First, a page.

Sunsets and The Green Flash
The Green Flash
The Green Flash

You are watching a beautiful sunset over the ocean - the bottom edge of the sun kisses the horizon and begins to disappear. At the last moment before it vanishes, the upper tip of the sun turns, for an instant, a brilliant green. You have just seen the remarkable Green Flash.


The Green Flash is an astonishing sight. Most people, including most astronomers have never seen it.


The effect is real, though rare, because conditions have to be exactly right for it to occur. You must have an unobstructed view to the horizon with no mountains, trees or buildings to block the view. There must be no cloud or haze or fog to swallow up the sun before it touches the horizon. A view west towards the ocean is ideal, but even then the Green Flash can be obscured more often than it is visible.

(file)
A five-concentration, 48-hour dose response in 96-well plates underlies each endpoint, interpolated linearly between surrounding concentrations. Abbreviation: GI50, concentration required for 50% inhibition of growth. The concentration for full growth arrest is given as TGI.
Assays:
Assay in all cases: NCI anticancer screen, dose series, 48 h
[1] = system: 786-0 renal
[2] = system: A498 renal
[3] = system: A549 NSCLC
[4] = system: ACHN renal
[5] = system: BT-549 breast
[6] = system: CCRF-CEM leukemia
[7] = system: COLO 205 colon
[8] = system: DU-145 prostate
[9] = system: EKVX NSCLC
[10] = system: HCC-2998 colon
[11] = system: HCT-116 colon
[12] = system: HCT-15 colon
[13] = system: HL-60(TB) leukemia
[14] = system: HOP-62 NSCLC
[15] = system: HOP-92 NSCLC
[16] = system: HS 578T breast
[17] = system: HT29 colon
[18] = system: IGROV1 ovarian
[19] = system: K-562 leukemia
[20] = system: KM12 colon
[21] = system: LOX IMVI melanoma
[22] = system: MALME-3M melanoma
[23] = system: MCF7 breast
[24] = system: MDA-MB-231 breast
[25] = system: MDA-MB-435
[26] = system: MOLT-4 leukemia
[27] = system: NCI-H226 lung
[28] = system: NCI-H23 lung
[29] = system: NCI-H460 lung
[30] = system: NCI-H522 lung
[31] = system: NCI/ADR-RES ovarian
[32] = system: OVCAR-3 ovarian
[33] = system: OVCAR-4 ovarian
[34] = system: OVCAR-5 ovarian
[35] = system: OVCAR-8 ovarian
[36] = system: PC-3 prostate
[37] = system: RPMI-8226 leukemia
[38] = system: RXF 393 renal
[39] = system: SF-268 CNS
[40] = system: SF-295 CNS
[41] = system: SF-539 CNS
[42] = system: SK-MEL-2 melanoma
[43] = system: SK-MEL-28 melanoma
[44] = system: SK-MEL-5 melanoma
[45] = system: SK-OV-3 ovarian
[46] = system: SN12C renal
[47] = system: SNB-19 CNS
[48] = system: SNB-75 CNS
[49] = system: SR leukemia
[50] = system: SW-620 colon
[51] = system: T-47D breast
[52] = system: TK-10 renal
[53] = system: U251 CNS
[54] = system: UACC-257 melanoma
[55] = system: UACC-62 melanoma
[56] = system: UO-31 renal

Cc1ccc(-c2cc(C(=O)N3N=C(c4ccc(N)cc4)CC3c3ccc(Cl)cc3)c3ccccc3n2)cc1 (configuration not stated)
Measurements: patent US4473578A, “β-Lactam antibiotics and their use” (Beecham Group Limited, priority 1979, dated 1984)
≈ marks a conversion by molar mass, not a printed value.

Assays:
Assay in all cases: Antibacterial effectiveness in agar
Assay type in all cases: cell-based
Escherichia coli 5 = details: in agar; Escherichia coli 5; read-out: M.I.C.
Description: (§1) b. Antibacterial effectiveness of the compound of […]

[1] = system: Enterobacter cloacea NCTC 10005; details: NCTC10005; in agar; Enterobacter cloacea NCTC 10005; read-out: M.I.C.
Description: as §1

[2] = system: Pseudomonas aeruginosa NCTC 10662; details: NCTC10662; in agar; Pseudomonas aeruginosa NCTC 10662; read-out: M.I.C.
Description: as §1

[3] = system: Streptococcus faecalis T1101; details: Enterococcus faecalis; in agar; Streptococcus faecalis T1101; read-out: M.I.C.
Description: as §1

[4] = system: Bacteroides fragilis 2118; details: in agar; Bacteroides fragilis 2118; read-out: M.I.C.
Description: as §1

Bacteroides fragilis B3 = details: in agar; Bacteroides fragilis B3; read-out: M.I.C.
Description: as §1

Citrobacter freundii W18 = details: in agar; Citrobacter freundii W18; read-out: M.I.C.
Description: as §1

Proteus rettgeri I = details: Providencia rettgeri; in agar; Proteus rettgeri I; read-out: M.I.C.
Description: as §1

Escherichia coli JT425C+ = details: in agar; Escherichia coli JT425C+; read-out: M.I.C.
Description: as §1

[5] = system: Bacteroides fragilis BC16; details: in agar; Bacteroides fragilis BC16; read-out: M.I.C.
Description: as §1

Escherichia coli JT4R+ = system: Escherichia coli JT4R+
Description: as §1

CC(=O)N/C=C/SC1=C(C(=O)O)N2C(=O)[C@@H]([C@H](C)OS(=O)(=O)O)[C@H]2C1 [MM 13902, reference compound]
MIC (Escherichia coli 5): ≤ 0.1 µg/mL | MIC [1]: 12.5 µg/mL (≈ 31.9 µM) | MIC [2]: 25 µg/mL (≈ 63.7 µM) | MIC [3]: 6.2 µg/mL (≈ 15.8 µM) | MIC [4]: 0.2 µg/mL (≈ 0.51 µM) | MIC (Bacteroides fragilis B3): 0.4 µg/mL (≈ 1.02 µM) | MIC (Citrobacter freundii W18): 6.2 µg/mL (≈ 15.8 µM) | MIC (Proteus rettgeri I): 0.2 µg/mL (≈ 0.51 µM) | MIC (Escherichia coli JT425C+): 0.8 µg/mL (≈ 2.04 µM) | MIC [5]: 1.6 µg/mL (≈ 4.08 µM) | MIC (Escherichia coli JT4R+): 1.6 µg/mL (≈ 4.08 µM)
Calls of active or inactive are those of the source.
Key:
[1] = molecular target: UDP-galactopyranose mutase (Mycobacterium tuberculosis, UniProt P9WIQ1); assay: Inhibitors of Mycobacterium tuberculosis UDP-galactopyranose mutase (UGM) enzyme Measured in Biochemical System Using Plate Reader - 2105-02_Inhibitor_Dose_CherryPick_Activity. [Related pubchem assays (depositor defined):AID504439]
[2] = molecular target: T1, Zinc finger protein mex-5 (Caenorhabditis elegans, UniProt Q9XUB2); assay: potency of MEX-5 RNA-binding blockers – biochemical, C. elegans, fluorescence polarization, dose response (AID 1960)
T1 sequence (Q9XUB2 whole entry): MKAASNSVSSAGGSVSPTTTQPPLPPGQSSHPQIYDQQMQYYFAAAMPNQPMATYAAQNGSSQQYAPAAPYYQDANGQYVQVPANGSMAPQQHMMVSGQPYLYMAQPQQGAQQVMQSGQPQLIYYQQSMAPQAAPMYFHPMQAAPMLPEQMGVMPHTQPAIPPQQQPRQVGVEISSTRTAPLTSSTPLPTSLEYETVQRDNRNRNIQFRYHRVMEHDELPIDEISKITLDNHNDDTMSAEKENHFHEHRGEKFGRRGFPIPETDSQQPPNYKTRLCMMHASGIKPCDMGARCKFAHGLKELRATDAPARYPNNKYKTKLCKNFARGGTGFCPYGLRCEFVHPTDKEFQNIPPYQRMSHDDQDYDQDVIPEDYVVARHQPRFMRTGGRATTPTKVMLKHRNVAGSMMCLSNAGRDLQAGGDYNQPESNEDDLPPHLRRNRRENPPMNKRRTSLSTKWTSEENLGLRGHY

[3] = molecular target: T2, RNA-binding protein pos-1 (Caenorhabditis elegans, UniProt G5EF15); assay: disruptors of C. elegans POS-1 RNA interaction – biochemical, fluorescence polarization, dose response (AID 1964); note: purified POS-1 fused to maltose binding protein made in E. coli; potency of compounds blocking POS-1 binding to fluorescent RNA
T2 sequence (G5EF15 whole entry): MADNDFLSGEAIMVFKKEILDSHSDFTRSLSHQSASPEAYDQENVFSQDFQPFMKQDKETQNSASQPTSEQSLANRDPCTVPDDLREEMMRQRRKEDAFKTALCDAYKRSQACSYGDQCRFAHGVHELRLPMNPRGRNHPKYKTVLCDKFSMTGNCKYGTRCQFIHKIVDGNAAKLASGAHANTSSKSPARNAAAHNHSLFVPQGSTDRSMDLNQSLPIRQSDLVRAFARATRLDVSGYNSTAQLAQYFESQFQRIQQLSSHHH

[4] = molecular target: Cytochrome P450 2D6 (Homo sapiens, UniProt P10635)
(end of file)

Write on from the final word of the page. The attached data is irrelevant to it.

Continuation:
Unmistakable and unforgettable despite its name, there is no flash of light. The flash refers to its brevity. lt is over quick as a flash.

How to see the Green Flash

lf conditions are right, there is a trick to looking for it. First, just before sunset, check out the view. lf you can see the bottom edge of the sun touch the sea, chances are you will see the Green Flash. At that point look away from the sun, so your eyes don't succumb to the glare. Steal momentary glances over your shoulder every few seconds to get a sense of the sun's rate of descent. When about ¾ to 7/8 of the sun has set, look at the sun, as the last bit disappears, you will see it glow green like an emerald.


Why does it happen?

lt is fairly complex phenomenon and is caused by the fact that the different colours of sunlight, the colours that form the rainbow's spectrum, behave differently when travelling through the air. Some of the colours are absorbed, some are scattered. The thick atmosphere in the direction of the horizon bends light at different angles. At the moment the sun sets, the green light is bent so it runs parallel to the surface of the Earth and straight into your eyes. The other colours are either absorbed or bent at an angle so they miss your line of sight. A ship at sea is one of the best places in the world to see the Green Flash. Seeing a Green Flash is sure to bring a moment of pure happiness!

South Pacific